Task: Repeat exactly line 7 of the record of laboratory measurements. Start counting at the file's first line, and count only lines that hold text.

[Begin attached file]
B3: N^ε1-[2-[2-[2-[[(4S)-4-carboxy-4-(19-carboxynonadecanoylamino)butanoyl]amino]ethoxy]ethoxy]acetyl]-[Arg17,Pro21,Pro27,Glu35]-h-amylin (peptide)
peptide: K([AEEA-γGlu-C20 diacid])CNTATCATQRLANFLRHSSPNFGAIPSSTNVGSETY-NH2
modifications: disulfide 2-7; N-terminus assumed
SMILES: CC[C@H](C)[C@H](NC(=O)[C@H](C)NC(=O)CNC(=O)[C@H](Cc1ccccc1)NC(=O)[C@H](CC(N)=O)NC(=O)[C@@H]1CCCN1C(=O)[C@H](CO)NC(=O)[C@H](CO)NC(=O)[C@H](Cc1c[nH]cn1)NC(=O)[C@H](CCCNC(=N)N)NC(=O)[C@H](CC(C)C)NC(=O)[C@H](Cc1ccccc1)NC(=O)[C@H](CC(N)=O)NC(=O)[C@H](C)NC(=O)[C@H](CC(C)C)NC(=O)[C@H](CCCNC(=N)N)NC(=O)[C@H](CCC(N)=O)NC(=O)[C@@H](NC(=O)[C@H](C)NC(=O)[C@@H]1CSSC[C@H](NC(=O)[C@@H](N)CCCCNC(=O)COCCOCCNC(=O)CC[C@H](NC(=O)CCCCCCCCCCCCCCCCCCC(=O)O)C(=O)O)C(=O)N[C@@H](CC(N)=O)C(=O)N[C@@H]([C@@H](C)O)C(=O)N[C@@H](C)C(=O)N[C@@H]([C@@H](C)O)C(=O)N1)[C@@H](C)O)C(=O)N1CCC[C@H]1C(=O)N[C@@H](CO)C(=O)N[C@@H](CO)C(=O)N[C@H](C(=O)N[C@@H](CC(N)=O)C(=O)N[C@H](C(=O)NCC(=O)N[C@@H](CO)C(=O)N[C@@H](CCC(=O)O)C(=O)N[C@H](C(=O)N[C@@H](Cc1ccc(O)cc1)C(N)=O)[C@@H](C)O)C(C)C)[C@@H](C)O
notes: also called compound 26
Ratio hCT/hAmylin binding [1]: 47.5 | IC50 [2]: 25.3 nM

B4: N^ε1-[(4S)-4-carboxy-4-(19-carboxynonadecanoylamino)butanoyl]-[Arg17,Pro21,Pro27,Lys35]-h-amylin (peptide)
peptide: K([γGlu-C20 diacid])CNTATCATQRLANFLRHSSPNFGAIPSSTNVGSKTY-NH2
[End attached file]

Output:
B4: N^ε1-[(4S)-4-carboxy-4-(19-carboxynonadecanoylamino)butanoyl]-[Arg17,Pro21,Pro27,Lys35]-h-amylin (peptide)